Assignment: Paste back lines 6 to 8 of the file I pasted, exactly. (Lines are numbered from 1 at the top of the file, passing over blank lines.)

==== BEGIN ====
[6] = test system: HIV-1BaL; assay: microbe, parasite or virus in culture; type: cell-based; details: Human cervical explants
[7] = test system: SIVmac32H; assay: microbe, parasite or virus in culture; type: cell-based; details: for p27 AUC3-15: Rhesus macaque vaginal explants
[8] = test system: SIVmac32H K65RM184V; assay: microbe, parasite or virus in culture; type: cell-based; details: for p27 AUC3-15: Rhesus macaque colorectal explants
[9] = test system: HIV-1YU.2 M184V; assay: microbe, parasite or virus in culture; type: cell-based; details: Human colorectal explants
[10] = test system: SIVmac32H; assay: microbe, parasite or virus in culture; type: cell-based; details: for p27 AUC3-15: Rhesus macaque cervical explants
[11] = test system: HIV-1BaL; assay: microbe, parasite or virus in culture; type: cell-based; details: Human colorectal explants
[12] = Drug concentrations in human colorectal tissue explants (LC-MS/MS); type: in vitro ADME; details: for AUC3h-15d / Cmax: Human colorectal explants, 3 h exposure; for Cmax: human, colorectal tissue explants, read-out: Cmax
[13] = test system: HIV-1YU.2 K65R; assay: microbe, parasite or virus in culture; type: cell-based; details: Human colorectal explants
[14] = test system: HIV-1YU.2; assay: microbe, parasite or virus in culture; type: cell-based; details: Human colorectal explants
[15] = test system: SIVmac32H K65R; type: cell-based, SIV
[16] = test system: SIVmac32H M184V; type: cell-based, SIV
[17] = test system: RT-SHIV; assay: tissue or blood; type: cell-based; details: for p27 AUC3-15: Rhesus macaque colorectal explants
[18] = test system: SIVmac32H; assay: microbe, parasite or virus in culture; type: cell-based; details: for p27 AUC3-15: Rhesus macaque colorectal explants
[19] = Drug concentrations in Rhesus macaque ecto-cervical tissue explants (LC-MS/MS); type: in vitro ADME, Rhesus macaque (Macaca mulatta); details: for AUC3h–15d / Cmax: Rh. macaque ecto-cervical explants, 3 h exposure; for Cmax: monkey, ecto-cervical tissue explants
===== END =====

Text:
[11] = test system: HIV-1BaL; assay: microbe, parasite or virus in culture; type: cell-based; details: Human colorectal explants
[12] = Drug concentrations in human colorectal tissue explants (LC-MS/MS); type: in vitro ADME; details: for AUC3h-15d / Cmax: Human colorectal explants, 3 h exposure; for Cmax: human, colorectal tissue explants, read-out: Cmax
[13] = test system: HIV-1YU.2 K65R; assay: microbe, parasite or virus in culture; type: cell-based; details: Human colorectal explants